Further, for students to develop proficiency of the NJSLS-S, they will need to engage in learning experiences that are meaningful, cumulative and progressive. Learning experiences designed to be meaningful, go beyond reading about science concepts and provide opportunities for students to be active learners and make sense of ideas. Cumulative learning experiences provide opportunities for students to use and build on ideas that they have learned in previous units. Progressive learning experiences provide multiple occasions for students to engage in ways that enable them to improve their construction of explanations and solutions over time by iteratively assessing them, elaborating on them, and holding them up to critique and evidence.
Asking Questions and Defining Problems
A practice of science is to ask and refine questions that lead to descriptions and explanations of how the natural and designed world works and which can be empirically tested.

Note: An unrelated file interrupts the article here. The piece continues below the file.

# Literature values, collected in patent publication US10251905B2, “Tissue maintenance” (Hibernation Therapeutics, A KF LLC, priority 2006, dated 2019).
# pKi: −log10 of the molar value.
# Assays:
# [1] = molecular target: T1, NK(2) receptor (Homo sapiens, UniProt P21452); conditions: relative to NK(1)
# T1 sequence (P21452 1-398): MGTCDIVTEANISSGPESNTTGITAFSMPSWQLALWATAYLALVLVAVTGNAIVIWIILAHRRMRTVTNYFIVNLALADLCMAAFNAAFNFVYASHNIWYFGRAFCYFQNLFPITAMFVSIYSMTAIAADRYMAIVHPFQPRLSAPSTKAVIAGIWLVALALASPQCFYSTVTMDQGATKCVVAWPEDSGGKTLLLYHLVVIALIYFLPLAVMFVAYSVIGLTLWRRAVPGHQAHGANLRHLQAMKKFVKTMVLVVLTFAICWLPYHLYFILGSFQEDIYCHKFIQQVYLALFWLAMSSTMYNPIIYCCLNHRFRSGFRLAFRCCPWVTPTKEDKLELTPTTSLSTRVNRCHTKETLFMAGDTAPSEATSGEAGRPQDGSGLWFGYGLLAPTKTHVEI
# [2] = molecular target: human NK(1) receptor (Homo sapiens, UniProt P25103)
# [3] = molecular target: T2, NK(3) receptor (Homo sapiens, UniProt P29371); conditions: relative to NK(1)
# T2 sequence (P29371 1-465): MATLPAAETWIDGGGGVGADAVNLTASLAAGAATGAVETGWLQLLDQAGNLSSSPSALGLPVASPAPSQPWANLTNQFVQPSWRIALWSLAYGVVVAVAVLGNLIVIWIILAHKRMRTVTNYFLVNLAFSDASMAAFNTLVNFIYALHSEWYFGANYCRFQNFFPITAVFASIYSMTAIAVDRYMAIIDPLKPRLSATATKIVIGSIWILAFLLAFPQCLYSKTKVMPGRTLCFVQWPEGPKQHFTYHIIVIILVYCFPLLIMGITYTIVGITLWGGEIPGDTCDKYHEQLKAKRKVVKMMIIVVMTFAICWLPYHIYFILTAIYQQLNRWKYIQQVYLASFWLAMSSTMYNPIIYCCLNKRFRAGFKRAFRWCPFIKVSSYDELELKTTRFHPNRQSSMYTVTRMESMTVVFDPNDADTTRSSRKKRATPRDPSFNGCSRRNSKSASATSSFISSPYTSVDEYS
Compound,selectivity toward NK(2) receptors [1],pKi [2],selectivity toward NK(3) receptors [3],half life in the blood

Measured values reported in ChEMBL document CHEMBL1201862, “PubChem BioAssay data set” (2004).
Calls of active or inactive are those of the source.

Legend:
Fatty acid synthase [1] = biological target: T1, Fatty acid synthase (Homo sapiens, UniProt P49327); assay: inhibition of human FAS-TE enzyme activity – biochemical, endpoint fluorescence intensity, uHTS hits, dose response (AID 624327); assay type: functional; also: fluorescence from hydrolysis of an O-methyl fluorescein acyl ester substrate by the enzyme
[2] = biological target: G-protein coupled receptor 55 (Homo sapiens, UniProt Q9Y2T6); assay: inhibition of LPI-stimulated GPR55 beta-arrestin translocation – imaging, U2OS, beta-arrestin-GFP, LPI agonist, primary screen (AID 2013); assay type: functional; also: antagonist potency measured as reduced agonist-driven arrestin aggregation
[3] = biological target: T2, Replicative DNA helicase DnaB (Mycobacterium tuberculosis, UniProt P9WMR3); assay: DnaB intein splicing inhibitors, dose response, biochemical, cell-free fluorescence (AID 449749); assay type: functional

Engineering questions clarify problems to determine criteria for successful solutions and identify constraints to solve problems about the designed world. Both scientists and engineers also ask questions to clarify the ideas of others.
Planning and Carrying Out
Investigations Scientists and engineers plan and carry out investigations in the field or laboratory, working collaboratively as well as individually. Their investigations are systematic and require clarifying what counts as data and identifying variables or parameters.
Engineering investigations identify the effectiveness, efficiency, and durability of designs under different conditions.
Analyzing and Interpreting Data
Scientific investigations produce data that must be analyzed in order to derive meaning. Because data patterns and trends are not always obvious, scientists use a range of tools—including tabulation, graphical interpretation, visualization, and statistical analysis—to identify the significant features and patterns in the data. Scientists identify sources of error in the investigations and calculate the degree of certainty in the results. Modern technology makes the collection of large data sets much easier, providing secondary sources for analysis.